Video games have undergone a transformation in recent years.
Today, the best video games are immersive experiences that transport the player to new worlds populated by deep, layered characters and powerful stories. It’s a far cry from earlier games, where characterisation and voice acting were often the experience’s weakest parts.
Part of the driving force behind this transformation has been the increased use of motion capture in video games, and the resulting redefined role for acting.
How has video game acting changed?
Many of today’s video games are high-value productions. They tell stories that rival the best Hollywood movies, and even feature Hollywood stars – Keanu Reeves and Idris Elba played central characters in Cyberpunk 2077, and Elden Ring was co-written by A Song of Ice and Fire author George R. R. Martin.
But you only need to look back a few years to see how different video games were. The traditional role of actors in video games was voicing the characters. They wouldn’t be involved in character animation; that was handled by the animation team, who would create the movements (for 3D games) using keyframe animation.
Keyframe animation involves crafting individual frames of movement. While it’s an often time-consuming process, for many years it was the most cost-effective way of creating complex sequences and character movements.
Done well, keyframing can approximate most movements so characters move fluidly. For most games, such as shooters, this is enough to deliver an engaging experience.
However, it is inherently limited in its ability to capture the nuanced subtleties of human motion and expression. Movements can sometimes appear mechanical, lacking the fluidity and spontaneity that characterise real-life interactions.
Voice acting was also very hit-and-miss in the early years of its use in video games. Gaming in the 90s and 2000s was characterised by voice acting that was average at best, and hilariously bad at worst – like Resident Evil and Dynasty Warriors 3.
Voice acting was therefore not a central part of the gaming experience. However, the rise of more story-driven games, enabled by technology like motion capture, has meant that voice acting – and physical performances – have become far more important.
The Age of Motion Capture
Motion capture has been used in video games for decades – one of the earliest examples is a rudimentary version of the technology featured in the development of the 1988 platformer Vixen.
While it provides more realistic movements than keyframe animation, early iterations of the technology had drawbacks, particularly cost. Those early versions needed a large amount of specialised equipment (cameras, suits and software) and studio space, on top of the animators that would work on the captured data to incorporate it into games.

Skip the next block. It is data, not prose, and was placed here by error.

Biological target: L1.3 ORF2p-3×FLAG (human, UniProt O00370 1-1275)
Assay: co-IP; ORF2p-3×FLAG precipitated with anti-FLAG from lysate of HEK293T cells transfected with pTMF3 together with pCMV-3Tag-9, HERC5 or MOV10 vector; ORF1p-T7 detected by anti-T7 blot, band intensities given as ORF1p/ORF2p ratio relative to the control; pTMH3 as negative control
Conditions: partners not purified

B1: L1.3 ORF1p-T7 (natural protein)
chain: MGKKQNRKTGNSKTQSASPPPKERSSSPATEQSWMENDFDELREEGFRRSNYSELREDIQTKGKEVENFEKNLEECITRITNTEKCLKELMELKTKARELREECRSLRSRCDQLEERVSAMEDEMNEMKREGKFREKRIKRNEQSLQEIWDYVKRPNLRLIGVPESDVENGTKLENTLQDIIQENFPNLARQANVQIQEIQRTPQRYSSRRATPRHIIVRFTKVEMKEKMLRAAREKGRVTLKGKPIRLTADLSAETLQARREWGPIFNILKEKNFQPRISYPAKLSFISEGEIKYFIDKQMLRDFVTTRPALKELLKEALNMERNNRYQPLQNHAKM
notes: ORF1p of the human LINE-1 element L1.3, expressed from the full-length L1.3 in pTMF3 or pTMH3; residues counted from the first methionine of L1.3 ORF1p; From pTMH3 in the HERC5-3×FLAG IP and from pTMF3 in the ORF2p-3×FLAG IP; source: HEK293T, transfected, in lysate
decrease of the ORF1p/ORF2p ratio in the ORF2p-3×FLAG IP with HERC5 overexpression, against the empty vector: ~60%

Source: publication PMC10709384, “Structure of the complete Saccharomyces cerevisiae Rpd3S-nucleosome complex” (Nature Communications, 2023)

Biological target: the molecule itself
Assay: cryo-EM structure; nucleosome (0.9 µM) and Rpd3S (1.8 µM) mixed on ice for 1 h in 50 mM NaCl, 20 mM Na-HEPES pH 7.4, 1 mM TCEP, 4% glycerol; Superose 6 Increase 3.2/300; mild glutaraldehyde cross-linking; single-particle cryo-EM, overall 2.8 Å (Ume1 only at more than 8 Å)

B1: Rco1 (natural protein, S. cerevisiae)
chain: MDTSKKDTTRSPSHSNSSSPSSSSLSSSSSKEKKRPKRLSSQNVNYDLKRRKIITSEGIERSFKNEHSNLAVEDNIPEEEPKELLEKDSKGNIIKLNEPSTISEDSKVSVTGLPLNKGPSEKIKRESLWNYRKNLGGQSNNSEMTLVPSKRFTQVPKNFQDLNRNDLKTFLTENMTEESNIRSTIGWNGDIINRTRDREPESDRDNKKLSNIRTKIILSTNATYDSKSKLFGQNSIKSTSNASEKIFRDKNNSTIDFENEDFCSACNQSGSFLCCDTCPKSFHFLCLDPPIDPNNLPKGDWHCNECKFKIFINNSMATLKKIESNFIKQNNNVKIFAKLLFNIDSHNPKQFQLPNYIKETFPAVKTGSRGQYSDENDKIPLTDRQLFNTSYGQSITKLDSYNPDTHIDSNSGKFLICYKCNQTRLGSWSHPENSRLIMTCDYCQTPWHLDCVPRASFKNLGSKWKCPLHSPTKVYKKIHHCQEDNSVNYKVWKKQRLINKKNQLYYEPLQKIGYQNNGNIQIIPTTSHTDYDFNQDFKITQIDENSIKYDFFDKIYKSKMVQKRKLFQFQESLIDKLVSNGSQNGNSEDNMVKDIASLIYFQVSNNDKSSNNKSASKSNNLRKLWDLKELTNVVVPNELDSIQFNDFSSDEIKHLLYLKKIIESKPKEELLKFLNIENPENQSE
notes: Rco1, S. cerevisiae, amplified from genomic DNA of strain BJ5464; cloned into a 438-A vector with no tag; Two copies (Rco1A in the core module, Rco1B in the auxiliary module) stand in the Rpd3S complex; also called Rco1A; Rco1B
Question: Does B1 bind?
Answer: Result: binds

However, its use delivers stunning results. In games like The Last of Us and Ghost of Tsushima, the player is drawn into the game by the expressions and movements of characters with an unmatched level of realism.
MoCap now is more affordable and accessible than ever, where simple setups require nothing more than a smartphone and an app. As such, it’s now far more prevalent in games, necessitating more skilled actors to don the suits.
The Redefined Role of Acting in Video Games
The increased use of motion capture technology demands a redefined skill set from video game actors – in many cases they’ve moved from voice actors to full-fledged digital performers. And the performances they deliver are now more akin to acting for TV and film, with the same level of nuance and skill expected.
Video game characters have now evolved from static entities to dynamic, responsive beings, making the narrative a more immersive, interactive experience. Take the evolution of the God of War games as an example. We feel Kratos’ rage and sorrow to a far greater degree in the latest games compared to earlier iterations of the character.
The God of War series as a whole tells a powerful story of the titular God of War Kratos on a path of vengeance against the Greek pantheon for their part in his family’s deaths. The most recent titles follow an older Kratos in a new realm protecting his son from a new set of vicious gods.
The early games were praised for their gory action, with the story mainly serving as a backdrop for the player to send the berzerker god up against a range of enemies. In the latest titles, the story is far more important; we feel more connected to Kratos as a character.
Motion capture isn’t the sole reason for this, but it enables a far more successful narrative shift from an arcade-like avatar to a full-fledged character that the player can sympathise and resonate with.
This enhanced immersion elevates not just the narrative but the entire gaming experience, fostering a deeper emotional engagement with the game’s world and its inhabitants.
Motion capture has meant that the acting in video games is now just as important as the graphics, the mechanics and the game design; where once the voice acting was seen as secondary, it’s now often the difference between a game being merely ‘fine’ or something greater.
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